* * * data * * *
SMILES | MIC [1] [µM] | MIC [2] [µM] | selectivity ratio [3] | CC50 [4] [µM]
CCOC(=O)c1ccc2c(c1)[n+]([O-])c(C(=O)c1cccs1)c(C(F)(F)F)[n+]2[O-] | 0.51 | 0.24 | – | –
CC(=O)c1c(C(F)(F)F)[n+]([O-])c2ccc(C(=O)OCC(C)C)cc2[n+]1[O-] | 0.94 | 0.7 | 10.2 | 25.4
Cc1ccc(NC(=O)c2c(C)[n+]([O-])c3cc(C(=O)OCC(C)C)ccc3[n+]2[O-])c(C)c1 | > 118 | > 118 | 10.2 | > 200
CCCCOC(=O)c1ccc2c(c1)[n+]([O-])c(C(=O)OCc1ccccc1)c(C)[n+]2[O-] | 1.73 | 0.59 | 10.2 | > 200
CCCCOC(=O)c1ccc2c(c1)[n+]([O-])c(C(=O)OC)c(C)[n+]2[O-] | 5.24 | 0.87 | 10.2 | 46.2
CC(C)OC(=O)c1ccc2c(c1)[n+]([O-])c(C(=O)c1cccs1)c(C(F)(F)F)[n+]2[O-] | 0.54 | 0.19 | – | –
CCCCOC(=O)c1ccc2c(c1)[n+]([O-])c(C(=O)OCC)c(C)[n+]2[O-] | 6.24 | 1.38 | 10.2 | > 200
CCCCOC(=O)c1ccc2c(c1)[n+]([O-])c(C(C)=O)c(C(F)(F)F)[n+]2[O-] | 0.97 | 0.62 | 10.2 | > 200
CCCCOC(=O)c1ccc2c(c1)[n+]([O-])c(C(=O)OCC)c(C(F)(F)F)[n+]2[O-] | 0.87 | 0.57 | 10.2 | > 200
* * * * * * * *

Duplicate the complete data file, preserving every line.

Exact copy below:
SMILES | MIC [1] [µM] | MIC [2] [µM] | selectivity ratio [3] | CC50 [4] [µM]
CCOC(=O)c1ccc2c(c1)[n+]([O-])c(C(=O)c1cccs1)c(C(F)(F)F)[n+]2[O-] | 0.51 | 0.24 | – | –
CC(=O)c1c(C(F)(F)F)[n+]([O-])c2ccc(C(=O)OCC(C)C)cc2[n+]1[O-] | 0.94 | 0.7 | 10.2 | 25.4
Cc1ccc(NC(=O)c2c(C)[n+]([O-])c3cc(C(=O)OCC(C)C)ccc3[n+]2[O-])c(C)c1 | > 118 | > 118 | 10.2 | > 200
CCCCOC(=O)c1ccc2c(c1)[n+]([O-])c(C(=O)OCc1ccccc1)c(C)[n+]2[O-] | 1.73 | 0.59 | 10.2 | > 200
CCCCOC(=O)c1ccc2c(c1)[n+]([O-])c(C(=O)OC)c(C)[n+]2[O-] | 5.24 | 0.87 | 10.2 | 46.2
CC(C)OC(=O)c1ccc2c(c1)[n+]([O-])c(C(=O)c1cccs1)c(C(F)(F)F)[n+]2[O-] | 0.54 | 0.19 | – | –
CCCCOC(=O)c1ccc2c(c1)[n+]([O-])c(C(=O)OCC)c(C)[n+]2[O-] | 6.24 | 1.38 | 10.2 | > 200
CCCCOC(=O)c1ccc2c(c1)[n+]([O-])c(C(C)=O)c(C(F)(F)F)[n+]2[O-] | 0.97 | 0.62 | 10.2 | > 200
CCCCOC(=O)c1ccc2c(c1)[n+]([O-])c(C(=O)OCC)c(C(F)(F)F)[n+]2[O-] | 0.87 | 0.57 | 10.2 | > 200